Juneau is a jewel of a town.
With just 31,000 residents, it’s also our country’s fifth smallest capital city in terms of population. I would argue that small really is beautiful and by embracing that smallness, we can keep Juneau affordable and livable well into the future.
For over a year, proponents of a new performing arts center (JACC) have mounted a promotional campaign to convince Juneau voters to help pay for construction of an oversized 44,500-square-foot, two-story, $26 million facility. (For perspective, Centennial Hall is 19,680 square feet.)
Some supporters signed on early when the original concept was somewhat more modest and no public funding was anticipated. After plans ballooned and the cost exploded, many community members began questioning the scale and price tag of a project that now demands our tax dollars.
Promoters seem to suggest that the arts in Juneau are in a state of emergency. Yet somehow, as a JACC zealot tells us, the Western States Arts Foundation ranks Juneau as one of the country’s top 10 small cities for creative vitality and vibrancy.
We’ve been admonished that “Juneau is the only capital city in the country without a performing arts center.”
Well, we’re also the only capital city in the country without road access — unlike Santa Fe, New Mexico, a capital city which some suggest should be our model.
Santa Fe (population 84,000) is located within an hour’s drive of Albuquerque (population 560,000) and in comfortable driving distance of numerous communities in the four states bordering New Mexico. That makes it relatively easy and inexpensive for visitors to access and support its cultural resources.
But Juneau could be the Native art capital of the Northwest if only we had a $26 million performing arts center?
I would submit that Juneau has a world-class Native arts presence on display at both the Walter Soboleff cultural and research center, and especially in the galleries of the Father Andrew P. Kashevaroff Library, Archives and Museum Building.
Perhaps more correctly, Juneau could be (and have) just about anything we wanted if we only had a road — and a growing population. But we don’t have either.
The arguments for a 44,500-square-foot JACC deny the stark reality of the state budget and Juneau’s demographics.
Here’s an inconvenient metric to ponder: According to the Alaska Department of Education and Early Development, in 1998-1999, Juneau’s K-12 school enrollment totaled 5,740. By the 2018-2019 school year, K-12 enrollment had dropped to 4,567.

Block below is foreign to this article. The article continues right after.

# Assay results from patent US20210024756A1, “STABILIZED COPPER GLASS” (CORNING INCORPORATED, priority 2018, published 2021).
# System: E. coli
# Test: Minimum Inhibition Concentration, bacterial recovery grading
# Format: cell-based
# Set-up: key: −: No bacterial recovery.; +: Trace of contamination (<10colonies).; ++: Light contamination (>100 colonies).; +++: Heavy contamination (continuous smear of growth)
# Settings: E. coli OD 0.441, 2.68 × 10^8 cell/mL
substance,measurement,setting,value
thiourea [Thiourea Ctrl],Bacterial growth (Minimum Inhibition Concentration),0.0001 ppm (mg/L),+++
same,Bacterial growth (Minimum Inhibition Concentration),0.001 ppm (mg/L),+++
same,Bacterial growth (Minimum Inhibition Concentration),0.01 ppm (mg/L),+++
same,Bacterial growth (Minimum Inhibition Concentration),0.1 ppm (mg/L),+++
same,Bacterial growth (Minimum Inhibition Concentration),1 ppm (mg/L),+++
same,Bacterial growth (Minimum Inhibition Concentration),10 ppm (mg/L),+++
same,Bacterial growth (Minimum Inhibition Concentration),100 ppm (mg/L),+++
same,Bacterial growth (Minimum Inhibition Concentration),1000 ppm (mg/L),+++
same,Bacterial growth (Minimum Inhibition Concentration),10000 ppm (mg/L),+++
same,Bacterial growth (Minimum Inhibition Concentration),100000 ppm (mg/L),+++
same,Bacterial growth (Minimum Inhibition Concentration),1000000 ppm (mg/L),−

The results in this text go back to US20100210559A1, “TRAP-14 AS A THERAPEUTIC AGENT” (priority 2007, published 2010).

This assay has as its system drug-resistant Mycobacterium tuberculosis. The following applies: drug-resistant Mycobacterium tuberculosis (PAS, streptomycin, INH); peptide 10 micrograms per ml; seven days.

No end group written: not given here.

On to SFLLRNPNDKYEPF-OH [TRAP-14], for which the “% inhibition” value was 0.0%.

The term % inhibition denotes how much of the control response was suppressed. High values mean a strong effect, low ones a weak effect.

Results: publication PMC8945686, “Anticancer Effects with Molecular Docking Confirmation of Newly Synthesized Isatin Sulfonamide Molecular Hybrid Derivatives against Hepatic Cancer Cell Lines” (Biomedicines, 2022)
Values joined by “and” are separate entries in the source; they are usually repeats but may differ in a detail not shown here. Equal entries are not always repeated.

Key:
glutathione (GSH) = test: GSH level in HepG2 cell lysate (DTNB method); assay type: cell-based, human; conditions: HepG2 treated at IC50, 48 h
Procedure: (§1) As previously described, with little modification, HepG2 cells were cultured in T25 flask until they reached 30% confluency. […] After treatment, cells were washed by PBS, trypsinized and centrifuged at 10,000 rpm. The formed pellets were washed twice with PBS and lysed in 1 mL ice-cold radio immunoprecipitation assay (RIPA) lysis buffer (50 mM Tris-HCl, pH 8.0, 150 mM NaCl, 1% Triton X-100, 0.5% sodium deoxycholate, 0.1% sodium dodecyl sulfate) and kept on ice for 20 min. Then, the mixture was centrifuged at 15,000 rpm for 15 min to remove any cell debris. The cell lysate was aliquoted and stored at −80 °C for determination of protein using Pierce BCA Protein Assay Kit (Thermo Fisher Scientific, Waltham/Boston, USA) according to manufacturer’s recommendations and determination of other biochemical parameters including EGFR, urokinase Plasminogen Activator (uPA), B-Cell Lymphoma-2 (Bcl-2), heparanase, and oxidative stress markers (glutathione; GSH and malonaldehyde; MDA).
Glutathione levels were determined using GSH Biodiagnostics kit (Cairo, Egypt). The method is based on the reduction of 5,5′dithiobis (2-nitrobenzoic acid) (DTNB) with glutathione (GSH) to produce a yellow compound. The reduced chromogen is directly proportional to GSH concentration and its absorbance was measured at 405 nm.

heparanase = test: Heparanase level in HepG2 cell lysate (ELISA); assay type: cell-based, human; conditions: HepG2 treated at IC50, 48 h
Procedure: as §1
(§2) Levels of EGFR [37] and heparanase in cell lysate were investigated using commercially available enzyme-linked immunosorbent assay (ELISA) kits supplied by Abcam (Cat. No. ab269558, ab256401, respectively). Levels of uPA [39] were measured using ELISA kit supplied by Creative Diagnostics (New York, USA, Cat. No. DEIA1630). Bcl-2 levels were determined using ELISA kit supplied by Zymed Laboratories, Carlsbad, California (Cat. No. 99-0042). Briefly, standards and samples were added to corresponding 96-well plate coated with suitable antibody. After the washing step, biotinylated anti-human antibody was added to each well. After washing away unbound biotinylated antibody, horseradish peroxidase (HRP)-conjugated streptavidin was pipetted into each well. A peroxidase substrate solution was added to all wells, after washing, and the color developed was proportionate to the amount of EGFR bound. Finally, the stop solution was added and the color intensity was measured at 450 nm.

A 44,500-square-foot JACC will require an ever-expanding universe of patrons to meet the revenue projections proponents claim are possible. How will they manage expenses without undercutting the competition and diminishing the rental income streams of smaller venues?
What’s sorely missing from this conversation is a sense of proportion and a measure of modesty. That old-fashioned virtue shows up in another capital city.
About equal in population to Juneau is Helena, Montana. Helena is also a highly cultured community with a history as a regional center for the performing arts.
In 1976 Helena’s municipal offices moved from the (1919) Algeria Shrine Temple to the renovated (1904) federal building, and the Algeria Shrine was converted to a convention/civic center akin to Juneau’s Centennial Hall.
Then, in 1991, Helena transformed its (1894) Lewis and Clark County Jail into a performing arts center, and named it for actress Myrna Loy, who grew up down the street. The community raised the funds to renovate the historic downtown structure into a state-of-the-art venue for concerts, films, art exhibits, and arts education experiences. Known as one of the most vibrant small arts organizations in the rural West, the Myrna Loy is a fully equipped facility with an auditorium, theatre and gallery. And it’s about 7,500 square feet.
Helena embraced its “smallness” and with creativity, but not puffery, re-imagined and re-purposed existing buildings.
Rather than propose a less ambitious project, or attempt the hard work of an innovative remodel or inspired addition to Centennial Hall, our glitterati demanded big and brand new. City leaders swooned and got in line.
Perhaps we’re not that creative after all.
I’m voting “no” on Proposition 3.
• Paulette Simpson resides in Douglas.